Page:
U.S. Supreme Court
Nichols v. Coolidge, 274 U.S. 531 (1927)
Nichols v. Coolidge
Argued January 6, 7, 1927
Decided May 31, 1927
274 U.S. 531
1. An absolute conveyance of real estate made without money consideration by deed to the grantor's children is not a transfer intended to take effect in possession or enjoyment at or after the grantor's death within the intendment of § 402, par. (c) of the Revenue Act approved February 24, 1919, "Estate Tax," although the premises were contemporaneously leased by the grantees to the grantor for one year or any renewal thereof, but subject to the lessors' right to terminate the term during any year, and although the parties contemplated that the grantor should enjoy the property for residential purposes as long as she desired, but made no valid agreement to that effect. P. 274 U. S. 538.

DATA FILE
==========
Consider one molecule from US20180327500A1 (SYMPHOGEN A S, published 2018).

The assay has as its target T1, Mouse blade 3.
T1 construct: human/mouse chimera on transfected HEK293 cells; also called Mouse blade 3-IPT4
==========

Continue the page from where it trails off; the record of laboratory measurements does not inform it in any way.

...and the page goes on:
2. Section 402(c), supra, insofar as it requires that there shall be included in the gross estate the value of property transferred by a decedent prior to its passage merely because the conveyance was to take effect in possession or enjoyment at or after his death, violates the Fifth Amendment. P. 274 U. S. 542.
4 F.2d 112 affirmed.
Error to a judgment of the district court, recovered by Coolidge and Loring, Executors, from Nichols, Collector, representing the amount of certain federal estate taxes unlawfully assessed and collected over their protest. chanrobles.com-red